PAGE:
Rogers launch sounds alarm bells
We don’t always get a lot of comments posted on our website in response to stories, so when we do, I pay close attention.
We first published news of Rogers Communications entering the home security market on Aug. 17, the day the company held a media day to announce the news. The fact that the launch was low-key — it was held in the living room of a homeowner next to Rogers headquarters in downtown Toronto — is particularly telling. To me, it says that Rogers is taking this one slowly. No big deal. No major advertising campaigns in print or television. It’s what you might call a soft launch. To the best of my knowledge, Rogers hasn’t been hitting its existing customer base of cable, Internet and phone customers too hard — although telemarketing and flyers in mailboxes can’t be too far behind.
But regardless of how much effort Rogers is putting into its initial campaign, some SP&T readers aren’t thrilled or necessarily impressed.
“There is so many security companies doing this already and the prices are cheaper. Good luck but there are giants in this industry already,” writes one.
Another: "I expected a bit better from Rogers ... the same solutions are readily available from different players at much lower monthly rate."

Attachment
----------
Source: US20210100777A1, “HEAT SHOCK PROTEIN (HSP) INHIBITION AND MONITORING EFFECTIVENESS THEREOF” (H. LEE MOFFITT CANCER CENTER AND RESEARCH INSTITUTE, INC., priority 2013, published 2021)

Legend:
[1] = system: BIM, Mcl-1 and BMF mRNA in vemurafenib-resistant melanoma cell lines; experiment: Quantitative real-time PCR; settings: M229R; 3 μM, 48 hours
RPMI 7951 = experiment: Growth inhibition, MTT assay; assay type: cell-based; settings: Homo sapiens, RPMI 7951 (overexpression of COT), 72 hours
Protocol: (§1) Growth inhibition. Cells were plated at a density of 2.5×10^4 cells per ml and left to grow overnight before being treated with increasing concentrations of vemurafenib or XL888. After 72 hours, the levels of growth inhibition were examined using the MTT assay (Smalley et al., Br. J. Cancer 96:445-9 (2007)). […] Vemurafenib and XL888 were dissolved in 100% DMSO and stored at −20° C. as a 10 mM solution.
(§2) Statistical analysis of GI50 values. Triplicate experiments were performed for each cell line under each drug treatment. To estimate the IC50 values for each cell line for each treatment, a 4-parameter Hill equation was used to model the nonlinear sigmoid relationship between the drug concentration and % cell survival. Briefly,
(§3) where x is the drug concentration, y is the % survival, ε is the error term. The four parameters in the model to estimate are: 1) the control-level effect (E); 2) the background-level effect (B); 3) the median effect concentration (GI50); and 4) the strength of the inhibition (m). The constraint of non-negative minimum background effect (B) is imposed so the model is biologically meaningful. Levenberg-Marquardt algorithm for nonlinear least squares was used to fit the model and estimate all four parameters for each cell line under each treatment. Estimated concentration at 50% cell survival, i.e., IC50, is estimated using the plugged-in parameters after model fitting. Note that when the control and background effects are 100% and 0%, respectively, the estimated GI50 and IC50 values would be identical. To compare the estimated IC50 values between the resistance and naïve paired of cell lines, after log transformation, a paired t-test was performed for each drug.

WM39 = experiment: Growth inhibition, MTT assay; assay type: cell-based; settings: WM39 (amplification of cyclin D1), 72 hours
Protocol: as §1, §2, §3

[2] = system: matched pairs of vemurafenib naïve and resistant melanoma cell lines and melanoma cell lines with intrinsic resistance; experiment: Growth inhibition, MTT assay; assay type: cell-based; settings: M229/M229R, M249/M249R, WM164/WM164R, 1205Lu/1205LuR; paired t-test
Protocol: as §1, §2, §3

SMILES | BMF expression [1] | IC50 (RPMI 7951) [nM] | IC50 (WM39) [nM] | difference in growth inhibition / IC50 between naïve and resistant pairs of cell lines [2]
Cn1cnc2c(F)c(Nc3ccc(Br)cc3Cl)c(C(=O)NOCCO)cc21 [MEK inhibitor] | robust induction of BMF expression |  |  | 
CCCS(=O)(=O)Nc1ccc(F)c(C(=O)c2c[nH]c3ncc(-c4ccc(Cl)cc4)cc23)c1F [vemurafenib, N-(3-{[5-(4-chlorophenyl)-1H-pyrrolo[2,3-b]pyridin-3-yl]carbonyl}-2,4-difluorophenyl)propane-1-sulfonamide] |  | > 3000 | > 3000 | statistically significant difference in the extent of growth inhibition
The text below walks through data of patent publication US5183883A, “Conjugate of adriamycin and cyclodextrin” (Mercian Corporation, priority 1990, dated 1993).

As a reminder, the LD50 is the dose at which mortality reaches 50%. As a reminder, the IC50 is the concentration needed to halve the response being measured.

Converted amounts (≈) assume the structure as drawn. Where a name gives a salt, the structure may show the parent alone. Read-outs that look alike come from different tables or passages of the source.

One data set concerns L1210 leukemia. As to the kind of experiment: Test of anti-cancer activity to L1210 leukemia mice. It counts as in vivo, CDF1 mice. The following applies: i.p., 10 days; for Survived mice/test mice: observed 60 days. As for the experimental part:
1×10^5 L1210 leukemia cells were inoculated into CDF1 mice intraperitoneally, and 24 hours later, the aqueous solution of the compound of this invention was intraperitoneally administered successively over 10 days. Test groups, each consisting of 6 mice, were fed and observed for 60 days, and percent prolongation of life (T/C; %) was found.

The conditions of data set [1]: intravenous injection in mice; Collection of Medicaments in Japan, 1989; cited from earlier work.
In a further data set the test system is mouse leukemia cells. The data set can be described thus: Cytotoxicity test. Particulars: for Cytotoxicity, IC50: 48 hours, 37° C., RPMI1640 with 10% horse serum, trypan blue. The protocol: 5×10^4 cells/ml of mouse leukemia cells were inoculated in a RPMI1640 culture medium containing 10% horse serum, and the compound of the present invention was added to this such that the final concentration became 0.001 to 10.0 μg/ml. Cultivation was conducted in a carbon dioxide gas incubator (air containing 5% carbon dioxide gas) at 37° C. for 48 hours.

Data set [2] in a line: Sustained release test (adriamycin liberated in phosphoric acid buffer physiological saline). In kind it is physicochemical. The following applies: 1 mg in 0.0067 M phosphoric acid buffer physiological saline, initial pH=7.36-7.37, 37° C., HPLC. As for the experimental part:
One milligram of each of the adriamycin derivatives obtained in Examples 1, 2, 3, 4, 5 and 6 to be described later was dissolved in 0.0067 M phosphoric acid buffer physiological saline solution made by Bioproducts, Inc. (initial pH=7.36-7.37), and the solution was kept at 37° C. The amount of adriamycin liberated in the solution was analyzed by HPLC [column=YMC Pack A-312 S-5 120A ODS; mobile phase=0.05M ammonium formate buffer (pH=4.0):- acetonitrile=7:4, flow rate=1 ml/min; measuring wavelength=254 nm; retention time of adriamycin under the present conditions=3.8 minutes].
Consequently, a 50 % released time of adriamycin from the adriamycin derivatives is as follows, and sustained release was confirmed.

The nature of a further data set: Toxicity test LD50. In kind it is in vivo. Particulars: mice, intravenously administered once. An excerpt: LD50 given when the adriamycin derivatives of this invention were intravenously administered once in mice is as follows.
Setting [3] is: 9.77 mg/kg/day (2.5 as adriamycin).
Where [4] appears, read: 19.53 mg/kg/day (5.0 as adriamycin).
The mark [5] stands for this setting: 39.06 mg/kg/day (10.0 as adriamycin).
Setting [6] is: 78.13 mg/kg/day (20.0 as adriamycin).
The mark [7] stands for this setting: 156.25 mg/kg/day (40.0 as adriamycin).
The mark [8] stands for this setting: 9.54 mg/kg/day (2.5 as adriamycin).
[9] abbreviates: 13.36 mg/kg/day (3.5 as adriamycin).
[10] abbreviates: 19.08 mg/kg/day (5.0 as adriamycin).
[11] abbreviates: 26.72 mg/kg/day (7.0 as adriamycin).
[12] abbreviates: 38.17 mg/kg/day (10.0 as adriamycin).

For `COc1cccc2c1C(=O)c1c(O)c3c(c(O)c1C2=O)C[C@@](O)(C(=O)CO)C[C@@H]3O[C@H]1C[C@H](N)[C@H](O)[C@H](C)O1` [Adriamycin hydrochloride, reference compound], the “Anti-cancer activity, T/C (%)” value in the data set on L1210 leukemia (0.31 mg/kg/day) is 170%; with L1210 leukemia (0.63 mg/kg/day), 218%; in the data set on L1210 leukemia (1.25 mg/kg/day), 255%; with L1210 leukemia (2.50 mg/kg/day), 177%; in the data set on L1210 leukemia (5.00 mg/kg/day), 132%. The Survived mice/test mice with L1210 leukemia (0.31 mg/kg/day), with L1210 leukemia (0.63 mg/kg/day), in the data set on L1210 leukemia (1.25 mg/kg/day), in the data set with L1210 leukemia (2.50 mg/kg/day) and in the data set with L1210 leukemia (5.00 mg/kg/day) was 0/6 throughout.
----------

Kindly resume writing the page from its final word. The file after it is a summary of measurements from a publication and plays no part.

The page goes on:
And another: “There are many systems out there offering the same benefits that are better priced. Make sure that you get competitive quotes before signing up with them.”
It’s only natural that the entry of a very large media company into the comparatively small world of home security be viewed with a healthy dose of skepticism and a measure of distrust. Bell Canada, for one, briefly dabbled in this market only to sell off its security business. Rogers, meanwhile, has been mulling its current launch for quite some time. News of the new line of business surfaced last November when Rogers president and CEO Nadir Mohamed mentioned in a speech that an IP-based home security offering was on its way. It took nine months — an appropriate gestation period, I suppose — for Rogers to go from announcement to delivery. Whether that was the plan all along is anyone’s guess, but it’s arrived with such little fanfare, it’s hard to imagine that this is a major priority for the communications giant. Clearly the plan is to build on the company’s existing customer base, since you need to be a Rogers Internet subscriber in order to use the service at all. Whether the pricepoint is low enough to entice subscribers to further pad their portfolio of Rogers services is a matter of debate. Based on the reader comments we’ve received so far, it may not be.
By now you’ve probably noticed that things look a little different at SP&T News. As you may have already heard, Jennifer Brown has left the magazine to pursue another opportunity. We wish Jennifer the very best as she continues what is already an impressive journalism career. By the same token, I’ve received numerous emails from people lending their support and good wishes as I take the hot seat. I’ll do my best to live up to your expectations. Please don’t hesitate to get in touch. And please keep leaving comments on our website!
Published in Editorials